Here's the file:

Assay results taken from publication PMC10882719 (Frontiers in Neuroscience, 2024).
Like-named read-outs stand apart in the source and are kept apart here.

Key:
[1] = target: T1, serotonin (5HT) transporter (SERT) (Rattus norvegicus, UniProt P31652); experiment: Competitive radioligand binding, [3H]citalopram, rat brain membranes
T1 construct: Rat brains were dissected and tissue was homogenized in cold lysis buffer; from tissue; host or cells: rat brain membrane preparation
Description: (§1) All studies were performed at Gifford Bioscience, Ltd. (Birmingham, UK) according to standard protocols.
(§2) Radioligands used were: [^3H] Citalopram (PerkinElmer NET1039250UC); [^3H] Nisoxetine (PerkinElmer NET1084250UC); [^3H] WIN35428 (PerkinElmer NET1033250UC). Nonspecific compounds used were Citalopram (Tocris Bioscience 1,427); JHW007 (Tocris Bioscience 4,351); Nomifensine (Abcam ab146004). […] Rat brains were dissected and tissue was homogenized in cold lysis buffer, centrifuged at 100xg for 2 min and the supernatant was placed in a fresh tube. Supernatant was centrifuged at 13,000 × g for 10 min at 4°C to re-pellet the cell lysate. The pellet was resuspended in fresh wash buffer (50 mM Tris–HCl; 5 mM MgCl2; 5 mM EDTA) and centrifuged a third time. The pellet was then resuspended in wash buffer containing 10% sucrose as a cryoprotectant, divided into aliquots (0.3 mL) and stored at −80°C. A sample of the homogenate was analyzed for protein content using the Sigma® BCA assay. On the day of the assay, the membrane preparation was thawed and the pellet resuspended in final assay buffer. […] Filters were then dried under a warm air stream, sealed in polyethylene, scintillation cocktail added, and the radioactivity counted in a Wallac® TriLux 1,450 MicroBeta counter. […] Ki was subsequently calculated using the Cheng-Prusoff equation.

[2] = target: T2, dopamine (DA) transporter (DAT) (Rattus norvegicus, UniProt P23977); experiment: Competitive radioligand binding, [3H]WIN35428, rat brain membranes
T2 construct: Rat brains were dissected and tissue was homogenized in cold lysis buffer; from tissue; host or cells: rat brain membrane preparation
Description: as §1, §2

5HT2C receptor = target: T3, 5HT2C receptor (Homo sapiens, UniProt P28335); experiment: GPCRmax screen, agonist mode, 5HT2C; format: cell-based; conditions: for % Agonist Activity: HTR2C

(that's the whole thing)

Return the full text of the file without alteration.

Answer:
Assay results taken from publication PMC10882719 (Frontiers in Neuroscience, 2024).
Like-named read-outs stand apart in the source and are kept apart here.

Key:
[1] = target: T1, serotonin (5HT) transporter (SERT) (Rattus norvegicus, UniProt P31652); experiment: Competitive radioligand binding, [3H]citalopram, rat brain membranes
T1 construct: Rat brains were dissected and tissue was homogenized in cold lysis buffer; from tissue; host or cells: rat brain membrane preparation
Description: (§1) All studies were performed at Gifford Bioscience, Ltd. (Birmingham, UK) according to standard protocols.
(§2) Radioligands used were: [^3H] Citalopram (PerkinElmer NET1039250UC); [^3H] Nisoxetine (PerkinElmer NET1084250UC); [^3H] WIN35428 (PerkinElmer NET1033250UC). Nonspecific compounds used were Citalopram (Tocris Bioscience 1,427); JHW007 (Tocris Bioscience 4,351); Nomifensine (Abcam ab146004). […] Rat brains were dissected and tissue was homogenized in cold lysis buffer, centrifuged at 100xg for 2 min and the supernatant was placed in a fresh tube. Supernatant was centrifuged at 13,000 × g for 10 min at 4°C to re-pellet the cell lysate. The pellet was resuspended in fresh wash buffer (50 mM Tris–HCl; 5 mM MgCl2; 5 mM EDTA) and centrifuged a third time. The pellet was then resuspended in wash buffer containing 10% sucrose as a cryoprotectant, divided into aliquots (0.3 mL) and stored at −80°C. A sample of the homogenate was analyzed for protein content using the Sigma® BCA assay. On the day of the assay, the membrane preparation was thawed and the pellet resuspended in final assay buffer. […] Filters were then dried under a warm air stream, sealed in polyethylene, scintillation cocktail added, and the radioactivity counted in a Wallac® TriLux 1,450 MicroBeta counter. […] Ki was subsequently calculated using the Cheng-Prusoff equation.

[2] = target: T2, dopamine (DA) transporter (DAT) (Rattus norvegicus, UniProt P23977); experiment: Competitive radioligand binding, [3H]WIN35428, rat brain membranes
T2 construct: Rat brains were dissected and tissue was homogenized in cold lysis buffer; from tissue; host or cells: rat brain membrane preparation
Description: as §1, §2

5HT2C receptor = target: T3, 5HT2C receptor (Homo sapiens, UniProt P28335); experiment: GPCRmax screen, agonist mode, 5HT2C; format: cell-based; conditions: for % Agonist Activity: HTR2C